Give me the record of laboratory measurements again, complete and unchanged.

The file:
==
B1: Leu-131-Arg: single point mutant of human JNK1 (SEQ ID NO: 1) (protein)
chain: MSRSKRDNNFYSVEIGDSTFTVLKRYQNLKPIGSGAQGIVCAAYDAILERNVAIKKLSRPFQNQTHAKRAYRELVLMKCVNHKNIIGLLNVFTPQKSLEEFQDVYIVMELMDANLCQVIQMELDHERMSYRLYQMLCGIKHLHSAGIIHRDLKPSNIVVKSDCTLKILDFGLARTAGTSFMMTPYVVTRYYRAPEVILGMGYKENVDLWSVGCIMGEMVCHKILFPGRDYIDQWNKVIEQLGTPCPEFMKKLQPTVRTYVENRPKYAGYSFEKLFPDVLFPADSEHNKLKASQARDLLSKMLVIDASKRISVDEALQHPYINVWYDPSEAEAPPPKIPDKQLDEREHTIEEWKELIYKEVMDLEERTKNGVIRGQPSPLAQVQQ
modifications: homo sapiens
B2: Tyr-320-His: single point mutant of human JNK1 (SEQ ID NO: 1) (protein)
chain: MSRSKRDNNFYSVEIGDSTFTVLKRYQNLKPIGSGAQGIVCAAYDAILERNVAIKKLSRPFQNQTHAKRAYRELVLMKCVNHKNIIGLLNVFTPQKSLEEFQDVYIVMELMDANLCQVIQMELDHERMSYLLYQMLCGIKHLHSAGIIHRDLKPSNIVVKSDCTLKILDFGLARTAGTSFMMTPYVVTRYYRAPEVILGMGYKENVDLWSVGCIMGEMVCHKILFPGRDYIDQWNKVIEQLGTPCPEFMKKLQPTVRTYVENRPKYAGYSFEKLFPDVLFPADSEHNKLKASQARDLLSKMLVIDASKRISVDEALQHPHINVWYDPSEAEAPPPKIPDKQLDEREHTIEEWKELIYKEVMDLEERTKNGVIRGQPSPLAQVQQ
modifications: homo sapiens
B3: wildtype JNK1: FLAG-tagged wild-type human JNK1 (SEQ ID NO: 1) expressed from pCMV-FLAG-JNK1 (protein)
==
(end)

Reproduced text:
B1: Leu-131-Arg: single point mutant of human JNK1 (SEQ ID NO: 1) (protein)
chain: MSRSKRDNNFYSVEIGDSTFTVLKRYQNLKPIGSGAQGIVCAAYDAILERNVAIKKLSRPFQNQTHAKRAYRELVLMKCVNHKNIIGLLNVFTPQKSLEEFQDVYIVMELMDANLCQVIQMELDHERMSYRLYQMLCGIKHLHSAGIIHRDLKPSNIVVKSDCTLKILDFGLARTAGTSFMMTPYVVTRYYRAPEVILGMGYKENVDLWSVGCIMGEMVCHKILFPGRDYIDQWNKVIEQLGTPCPEFMKKLQPTVRTYVENRPKYAGYSFEKLFPDVLFPADSEHNKLKASQARDLLSKMLVIDASKRISVDEALQHPYINVWYDPSEAEAPPPKIPDKQLDEREHTIEEWKELIYKEVMDLEERTKNGVIRGQPSPLAQVQQ
modifications: homo sapiens
B2: Tyr-320-His: single point mutant of human JNK1 (SEQ ID NO: 1) (protein)
chain: MSRSKRDNNFYSVEIGDSTFTVLKRYQNLKPIGSGAQGIVCAAYDAILERNVAIKKLSRPFQNQTHAKRAYRELVLMKCVNHKNIIGLLNVFTPQKSLEEFQDVYIVMELMDANLCQVIQMELDHERMSYLLYQMLCGIKHLHSAGIIHRDLKPSNIVVKSDCTLKILDFGLARTAGTSFMMTPYVVTRYYRAPEVILGMGYKENVDLWSVGCIMGEMVCHKILFPGRDYIDQWNKVIEQLGTPCPEFMKKLQPTVRTYVENRPKYAGYSFEKLFPDVLFPADSEHNKLKASQARDLLSKMLVIDASKRISVDEALQHPHINVWYDPSEAEAPPPKIPDKQLDEREHTIEEWKELIYKEVMDLEERTKNGVIRGQPSPLAQVQQ
modifications: homo sapiens
B3: wildtype JNK1: FLAG-tagged wild-type human JNK1 (SEQ ID NO: 1) expressed from pCMV-FLAG-JNK1 (protein)